This tree, this Kingdom, Jesus continues, is also a home for ‘the birds of the air’– which is more than rural romanticism. Birds of the air in the Old Testament was most often a reference to Gentiles or non Jews, outsiders who were usually portrayed in a negative way but not here, not in Jesus’ words… here, we discover that the kingdom tree is a home and shelter for ALL the birds of the air—all are welcome and valued– no one is excluded from God’s kingdom and we all have the potential to do great things for God just as every tiny seed sown has fruit bearing life in it….
But we’re not done yet, in Daniel 4, King Nebuchadnezzar, the great powerful ruler of Babylon’s massive empire has a dream which Daniel, God’s servant and prophet interprets. In the dream, the King and His Kingdom are portrayed as a great tree providing shelter for animals and you guessed it, birds of the air and this tree is cut down! The tree of the kingdoms of this world is destroyed as it is in Ezekiel as is, the unfaithful vine in Isaiah…He will take all power away from the wicked, but the power of good people will grow. (Psalm 75:10)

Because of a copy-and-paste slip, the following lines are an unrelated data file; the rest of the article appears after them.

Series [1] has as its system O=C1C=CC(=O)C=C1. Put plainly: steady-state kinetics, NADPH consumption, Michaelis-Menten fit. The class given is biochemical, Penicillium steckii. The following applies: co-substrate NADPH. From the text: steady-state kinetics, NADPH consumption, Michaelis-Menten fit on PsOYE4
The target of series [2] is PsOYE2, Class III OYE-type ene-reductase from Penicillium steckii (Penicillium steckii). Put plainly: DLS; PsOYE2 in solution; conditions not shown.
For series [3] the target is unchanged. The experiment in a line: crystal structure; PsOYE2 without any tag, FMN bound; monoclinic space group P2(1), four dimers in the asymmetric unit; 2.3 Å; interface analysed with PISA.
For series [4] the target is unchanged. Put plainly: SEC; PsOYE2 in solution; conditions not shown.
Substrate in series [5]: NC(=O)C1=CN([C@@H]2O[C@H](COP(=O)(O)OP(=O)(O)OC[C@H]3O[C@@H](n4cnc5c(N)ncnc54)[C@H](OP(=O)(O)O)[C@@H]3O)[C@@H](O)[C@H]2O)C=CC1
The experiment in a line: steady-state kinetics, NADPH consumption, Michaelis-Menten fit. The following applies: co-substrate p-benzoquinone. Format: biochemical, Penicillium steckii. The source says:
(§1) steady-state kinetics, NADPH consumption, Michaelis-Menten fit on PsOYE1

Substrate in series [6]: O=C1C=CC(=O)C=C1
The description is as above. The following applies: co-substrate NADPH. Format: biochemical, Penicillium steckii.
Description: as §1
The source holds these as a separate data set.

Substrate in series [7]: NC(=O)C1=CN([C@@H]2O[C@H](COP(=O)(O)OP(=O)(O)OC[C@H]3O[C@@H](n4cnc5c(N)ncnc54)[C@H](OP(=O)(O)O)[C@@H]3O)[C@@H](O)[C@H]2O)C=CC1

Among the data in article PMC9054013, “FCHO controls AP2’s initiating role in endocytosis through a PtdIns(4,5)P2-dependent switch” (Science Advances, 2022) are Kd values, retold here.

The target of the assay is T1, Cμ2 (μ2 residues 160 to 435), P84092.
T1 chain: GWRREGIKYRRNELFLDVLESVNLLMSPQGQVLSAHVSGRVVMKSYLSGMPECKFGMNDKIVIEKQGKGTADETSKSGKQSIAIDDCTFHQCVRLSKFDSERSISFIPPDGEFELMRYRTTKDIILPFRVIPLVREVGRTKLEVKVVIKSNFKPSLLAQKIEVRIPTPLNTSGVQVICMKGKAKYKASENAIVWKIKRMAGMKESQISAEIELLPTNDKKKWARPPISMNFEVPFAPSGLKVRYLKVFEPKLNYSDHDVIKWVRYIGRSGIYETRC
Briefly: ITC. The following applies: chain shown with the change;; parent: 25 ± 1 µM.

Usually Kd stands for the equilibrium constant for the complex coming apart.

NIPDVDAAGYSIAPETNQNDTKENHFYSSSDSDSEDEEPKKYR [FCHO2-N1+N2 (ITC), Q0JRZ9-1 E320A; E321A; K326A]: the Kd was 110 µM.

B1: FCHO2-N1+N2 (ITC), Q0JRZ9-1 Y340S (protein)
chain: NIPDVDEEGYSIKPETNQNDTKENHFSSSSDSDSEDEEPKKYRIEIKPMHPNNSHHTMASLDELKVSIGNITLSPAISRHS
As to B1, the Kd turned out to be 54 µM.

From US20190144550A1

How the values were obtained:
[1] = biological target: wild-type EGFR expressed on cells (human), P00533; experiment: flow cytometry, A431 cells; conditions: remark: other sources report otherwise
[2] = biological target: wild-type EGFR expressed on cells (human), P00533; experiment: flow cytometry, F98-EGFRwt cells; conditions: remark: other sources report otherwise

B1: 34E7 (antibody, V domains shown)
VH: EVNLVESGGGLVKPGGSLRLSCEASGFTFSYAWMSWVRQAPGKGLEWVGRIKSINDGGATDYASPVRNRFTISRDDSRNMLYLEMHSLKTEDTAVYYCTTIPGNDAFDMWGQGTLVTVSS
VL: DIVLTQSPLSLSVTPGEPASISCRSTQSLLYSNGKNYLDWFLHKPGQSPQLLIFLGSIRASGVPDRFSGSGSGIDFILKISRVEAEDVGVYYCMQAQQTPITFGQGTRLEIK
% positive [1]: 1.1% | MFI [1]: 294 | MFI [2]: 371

Could Jesus be making a comparison here that tells us something more… that the great and powerful of this world will be cut down, where as the smallest of seeds, the humble, the outcast, the sinner, the dandelions which we ignore or dismiss or devalue will become great and produce the abundant fruit of the kingdom; that ordinary everyday followers of Jesus living in neighbourhoods are where the Kingdom resides, grows and bears fruit…